You would be easily forgiven if you thought Vincent Kartheiser, who plays Pete Campbell in Mad Men, was living the high life in a Hollywood mansion. Not one to easily give into the trappings of fame and fortune, his slice of Tinseltown is quite a bit smaller than you would expect.
It's just under 54 square metres in total, and closer in description to a cabin than a mansion. Describing it as a one bedroom home is even a stretch, as the bed hangs from the ceiling via a pulley system, and can be stored away when not in use.
The whole bungalow is full of space-saving surprises, suiting Vincent's taste for lofts. The redwood headboard from the bed flips down into a desk while not in use, and the bed is counterbalanced by a 136kg weight which is hidden in the closet. The lid of the outdoor coffee tables lifts to reveal a firepit, and along one side of the house, there is a series of shoji screens which slide on a track to reveal and hide the bathroom and wardrobes as necessary. Not an inch of space is wasted.
Vincent bought the home in 2003 for $547,000 and worked closely with designer and builder Funn Roberts to redesign it in 2010.
"I had this really terrible wooden front door," Vincent told Dwell. "And Funn was like, ‘We’ve gotta get rid of it.’" They did, eventually, replacing it with a steel-and-glass one, of Roberts’s design, to match what Vincent describes as the 'Japanese-industrial' style of his home.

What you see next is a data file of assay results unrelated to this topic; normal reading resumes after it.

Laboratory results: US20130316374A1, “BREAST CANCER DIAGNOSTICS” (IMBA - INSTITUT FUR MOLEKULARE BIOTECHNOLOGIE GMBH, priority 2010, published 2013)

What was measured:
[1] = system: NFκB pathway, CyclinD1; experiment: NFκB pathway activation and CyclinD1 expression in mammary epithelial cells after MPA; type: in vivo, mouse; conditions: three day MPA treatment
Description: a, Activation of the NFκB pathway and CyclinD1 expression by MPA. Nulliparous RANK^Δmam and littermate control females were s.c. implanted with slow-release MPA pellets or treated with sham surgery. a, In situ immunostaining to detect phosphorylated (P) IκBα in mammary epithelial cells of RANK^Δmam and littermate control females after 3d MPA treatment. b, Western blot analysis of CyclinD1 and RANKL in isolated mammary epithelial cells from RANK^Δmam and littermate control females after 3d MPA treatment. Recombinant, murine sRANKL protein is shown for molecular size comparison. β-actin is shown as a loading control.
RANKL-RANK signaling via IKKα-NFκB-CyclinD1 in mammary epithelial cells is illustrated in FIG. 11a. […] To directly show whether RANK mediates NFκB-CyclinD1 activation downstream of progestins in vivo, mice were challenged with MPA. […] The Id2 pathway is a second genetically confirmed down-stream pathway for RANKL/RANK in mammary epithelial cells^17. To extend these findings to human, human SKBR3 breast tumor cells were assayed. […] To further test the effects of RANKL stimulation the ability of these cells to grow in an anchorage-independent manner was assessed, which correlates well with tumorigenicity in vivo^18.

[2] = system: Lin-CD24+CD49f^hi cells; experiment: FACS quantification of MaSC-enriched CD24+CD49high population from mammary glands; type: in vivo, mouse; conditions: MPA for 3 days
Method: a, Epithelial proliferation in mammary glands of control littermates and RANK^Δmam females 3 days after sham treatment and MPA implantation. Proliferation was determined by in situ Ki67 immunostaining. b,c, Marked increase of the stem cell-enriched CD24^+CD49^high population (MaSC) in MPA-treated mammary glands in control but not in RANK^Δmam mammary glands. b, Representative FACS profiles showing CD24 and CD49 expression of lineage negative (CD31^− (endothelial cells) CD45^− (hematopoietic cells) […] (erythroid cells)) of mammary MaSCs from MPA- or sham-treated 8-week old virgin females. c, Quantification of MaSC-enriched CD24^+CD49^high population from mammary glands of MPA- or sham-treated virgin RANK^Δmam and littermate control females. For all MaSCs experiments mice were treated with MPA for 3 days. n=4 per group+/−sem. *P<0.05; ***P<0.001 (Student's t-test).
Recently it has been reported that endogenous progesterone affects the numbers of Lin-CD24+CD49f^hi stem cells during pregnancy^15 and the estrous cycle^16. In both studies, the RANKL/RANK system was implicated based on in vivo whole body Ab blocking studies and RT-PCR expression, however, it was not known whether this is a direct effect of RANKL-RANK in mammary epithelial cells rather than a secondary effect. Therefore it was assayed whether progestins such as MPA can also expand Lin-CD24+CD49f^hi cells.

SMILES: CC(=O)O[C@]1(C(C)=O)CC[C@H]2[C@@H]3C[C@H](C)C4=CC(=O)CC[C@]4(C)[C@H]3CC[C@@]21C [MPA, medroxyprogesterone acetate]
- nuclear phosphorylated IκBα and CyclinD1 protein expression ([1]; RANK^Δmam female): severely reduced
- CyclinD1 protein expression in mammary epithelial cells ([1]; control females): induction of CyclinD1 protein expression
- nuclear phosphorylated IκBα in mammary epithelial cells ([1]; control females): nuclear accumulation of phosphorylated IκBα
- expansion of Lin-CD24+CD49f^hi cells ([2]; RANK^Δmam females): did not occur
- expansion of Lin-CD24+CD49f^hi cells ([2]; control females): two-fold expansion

"What often happens in our relationship is I come to Funn with an idea and then he makes it into something that’s actually livable," said Kartheiser. "Because I have these thoughts that seem really interesting, but they’re not really good for real life."
That may apply to his shower, which sits almost in the middle of his living room, inspired by the 2008 film Synecdoche, New York. Funn had the task then, of turning that into something that would work in reality - and here we are, with an open wet room style shower in the living space.
Vincent describes Funn as an artist, and trusts him wholly. "We kind of had this idea at the same time, actually," says Kartheiser. "We both said, ‘What if we [suspended the bed]?’ Then we just had to figure out how we were going to do it." And they did, attaching a thick, red theatre curtain on a ceiling track (hidden in the wardrobe when not in use), to cordon off the bedroom space for privacy,
For such a small indoor space, he has a relatively large courtyard, which includes a covered seating area, fire pit, and a dry sauna with a ceiling made from 2,500 pieces of wood, all designed by Funn.
It's clear that despite living in one of the smallest homes of a Hollywood star, Vincent has made some very clever choices in his home.